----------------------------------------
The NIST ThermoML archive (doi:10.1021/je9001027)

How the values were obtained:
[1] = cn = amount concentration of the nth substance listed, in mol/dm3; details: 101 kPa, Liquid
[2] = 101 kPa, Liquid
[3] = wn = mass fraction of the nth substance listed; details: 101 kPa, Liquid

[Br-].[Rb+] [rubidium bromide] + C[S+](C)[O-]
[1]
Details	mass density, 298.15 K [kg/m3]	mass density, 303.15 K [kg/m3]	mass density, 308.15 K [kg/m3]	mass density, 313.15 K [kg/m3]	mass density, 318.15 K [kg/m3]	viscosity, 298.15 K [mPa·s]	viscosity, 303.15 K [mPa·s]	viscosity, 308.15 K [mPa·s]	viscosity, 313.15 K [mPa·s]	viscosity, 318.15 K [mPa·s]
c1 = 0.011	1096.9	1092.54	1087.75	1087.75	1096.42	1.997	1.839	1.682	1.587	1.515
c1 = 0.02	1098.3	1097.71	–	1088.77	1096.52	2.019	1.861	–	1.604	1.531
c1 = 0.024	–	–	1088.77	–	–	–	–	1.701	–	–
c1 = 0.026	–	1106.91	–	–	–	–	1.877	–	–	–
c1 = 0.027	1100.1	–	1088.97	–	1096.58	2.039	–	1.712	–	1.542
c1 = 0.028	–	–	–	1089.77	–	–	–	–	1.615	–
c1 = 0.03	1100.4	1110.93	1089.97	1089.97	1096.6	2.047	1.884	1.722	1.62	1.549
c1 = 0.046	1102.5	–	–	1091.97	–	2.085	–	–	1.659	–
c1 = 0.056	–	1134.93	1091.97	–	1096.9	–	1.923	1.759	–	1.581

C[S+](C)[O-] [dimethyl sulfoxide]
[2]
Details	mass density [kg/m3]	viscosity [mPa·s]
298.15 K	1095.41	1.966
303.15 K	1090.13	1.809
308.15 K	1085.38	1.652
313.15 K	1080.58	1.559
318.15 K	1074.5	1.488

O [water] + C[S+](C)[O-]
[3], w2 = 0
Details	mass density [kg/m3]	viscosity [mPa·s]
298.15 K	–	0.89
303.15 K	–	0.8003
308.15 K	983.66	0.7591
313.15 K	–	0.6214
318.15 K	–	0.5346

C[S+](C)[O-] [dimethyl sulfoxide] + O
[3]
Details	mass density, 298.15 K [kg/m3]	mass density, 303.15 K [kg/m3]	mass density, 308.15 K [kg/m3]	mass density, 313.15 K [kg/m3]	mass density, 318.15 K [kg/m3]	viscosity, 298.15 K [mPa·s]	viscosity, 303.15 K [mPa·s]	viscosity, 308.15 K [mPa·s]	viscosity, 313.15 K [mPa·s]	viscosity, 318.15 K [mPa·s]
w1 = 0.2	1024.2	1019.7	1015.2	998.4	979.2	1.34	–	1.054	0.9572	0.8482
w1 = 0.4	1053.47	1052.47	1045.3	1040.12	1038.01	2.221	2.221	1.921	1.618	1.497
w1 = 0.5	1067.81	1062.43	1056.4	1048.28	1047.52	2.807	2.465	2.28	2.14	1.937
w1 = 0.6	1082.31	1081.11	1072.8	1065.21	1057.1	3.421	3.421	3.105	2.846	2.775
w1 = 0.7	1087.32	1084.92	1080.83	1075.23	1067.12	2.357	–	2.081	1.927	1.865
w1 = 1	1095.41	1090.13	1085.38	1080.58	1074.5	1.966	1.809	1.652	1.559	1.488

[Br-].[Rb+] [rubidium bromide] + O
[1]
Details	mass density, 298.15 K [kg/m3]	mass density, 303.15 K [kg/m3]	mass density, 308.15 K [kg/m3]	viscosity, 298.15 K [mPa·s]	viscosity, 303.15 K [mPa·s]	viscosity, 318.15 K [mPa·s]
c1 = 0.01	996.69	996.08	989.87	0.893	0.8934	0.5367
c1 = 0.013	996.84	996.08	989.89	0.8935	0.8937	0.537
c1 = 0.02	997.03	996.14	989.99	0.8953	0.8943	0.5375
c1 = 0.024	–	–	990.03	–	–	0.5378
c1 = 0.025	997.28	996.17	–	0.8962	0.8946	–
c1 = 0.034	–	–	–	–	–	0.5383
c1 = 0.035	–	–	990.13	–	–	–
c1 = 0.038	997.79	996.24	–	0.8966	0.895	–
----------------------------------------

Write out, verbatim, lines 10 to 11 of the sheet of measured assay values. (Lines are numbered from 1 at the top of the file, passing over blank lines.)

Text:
c1 = 0.02	1098.3	1097.71	–	1088.77	1096.52	2.019	1.861	–	1.604	1.531
c1 = 0.024	–	–	1088.77	–	–	–	–	1.701	–	–